Some of us found the oral arguments before the Supreme Court last week on Obamacare a cause for guarded hope. The questions asked indicate that it’s possible that a slim majority of the justices will find this act, which drastically alters our relationship with the government, unconstitutional.

Steven Pearlstein, business columnist for the Washington Post, was not pleased, however, and found last week’s oral arguments “political posturing, Jesuitical hair-splitting and absurd hypotheticals.” Pearlstein led his column with a joke (I guess) that has me scratching my head:

If the law is an ass, as Mr. Bumble declares in “Oliver Twist,” then constitutional law must surely be the entire wagon train.

All of this is interesting as a way of taking the temperature of the MSM. But even more interesting is an increasingly important, not entirely aboveboard debate tactic that the left has adopted. I refer to the ruse of portraying the positions of the left as being really more conservative than conservatives.

In this instance, Pearlstein opined that the presentation in favor of the Affordable Care Act before the Supreme Court might have benefited from the involvement of Corporate America (his caps). Pearlstein argues that business has complained for 20 years about rising cost of health insurance and “some even talked” about moving away from employer-based insurance.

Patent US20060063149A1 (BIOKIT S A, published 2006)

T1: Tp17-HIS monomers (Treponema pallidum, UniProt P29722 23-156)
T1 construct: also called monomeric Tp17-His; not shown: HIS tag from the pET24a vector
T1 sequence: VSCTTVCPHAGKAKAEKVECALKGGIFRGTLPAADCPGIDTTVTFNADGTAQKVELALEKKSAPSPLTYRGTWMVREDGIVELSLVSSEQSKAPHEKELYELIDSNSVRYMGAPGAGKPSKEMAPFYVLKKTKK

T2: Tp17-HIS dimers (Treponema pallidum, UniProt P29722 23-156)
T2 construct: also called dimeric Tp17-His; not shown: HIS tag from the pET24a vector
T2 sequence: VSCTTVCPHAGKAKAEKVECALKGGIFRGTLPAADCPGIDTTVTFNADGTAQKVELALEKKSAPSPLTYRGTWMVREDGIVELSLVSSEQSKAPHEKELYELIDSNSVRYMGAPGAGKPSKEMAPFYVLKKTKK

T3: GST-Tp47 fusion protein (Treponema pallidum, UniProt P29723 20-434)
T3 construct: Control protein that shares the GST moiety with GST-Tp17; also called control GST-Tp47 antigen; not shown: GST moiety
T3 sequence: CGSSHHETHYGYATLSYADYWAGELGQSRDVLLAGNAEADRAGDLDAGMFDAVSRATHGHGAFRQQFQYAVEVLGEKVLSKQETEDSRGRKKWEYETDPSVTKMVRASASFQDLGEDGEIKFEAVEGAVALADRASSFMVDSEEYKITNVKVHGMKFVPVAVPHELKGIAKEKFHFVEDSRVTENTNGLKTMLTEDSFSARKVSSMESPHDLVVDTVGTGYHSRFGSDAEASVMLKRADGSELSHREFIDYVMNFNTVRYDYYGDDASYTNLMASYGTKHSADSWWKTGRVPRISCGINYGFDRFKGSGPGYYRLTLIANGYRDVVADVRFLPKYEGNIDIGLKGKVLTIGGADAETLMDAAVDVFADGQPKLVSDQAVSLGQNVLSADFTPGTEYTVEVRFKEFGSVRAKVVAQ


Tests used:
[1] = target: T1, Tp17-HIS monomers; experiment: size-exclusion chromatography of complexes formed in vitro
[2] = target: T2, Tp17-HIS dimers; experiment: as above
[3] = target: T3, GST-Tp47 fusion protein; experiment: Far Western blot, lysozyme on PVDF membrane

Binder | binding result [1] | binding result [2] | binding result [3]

But there would have been a problem with getting Corporate America involved: most of Corporate America loathes and fears Obamacare, while the pro-Obamacare sliver, big pharma, made so many deals with the Obama administration that its arguments could not be taken seriously.

Just FYI: Columnist Michael Barone is not so dismissive of the oral arguments last week—far from finding the questions Jesuitical hair-splitting, Barone writes that important questions were raised about the limits of what the government can require us to do.

Barone writes:

For 70 years, since the court in 1942 said the government could limit the amount of wheat farmer Roscoe Filburn could grow on his own land to feed his own animals, it has been generally assumed that the federal government's power to regulate the economy had no limits.

That assumption survived in liberal precincts even though the court in 1995 overturned a law banning guns in schools and in 2000 ruled unconstitutional parts of the Violence Against Women Act.

But the arguments, developed by Georgetown Law professor Randy Barnett and others, that it is beyond the powers conferred by the Constitution for Congress to mandate the purchase of a commercial product — health insurance in Obamacare — were certainly taken seriously by a majority of Supreme Court justices last week.

And the government's lawyers were unable to answer the questions of both liberal and conservative justices: If Congress can do this, what can't it do?

That question is likely to linger even if the court upholds Obamcare.

If you are a supporter of the Affordable Care Act, however, you probably have little patience with such absurd hypotheticals.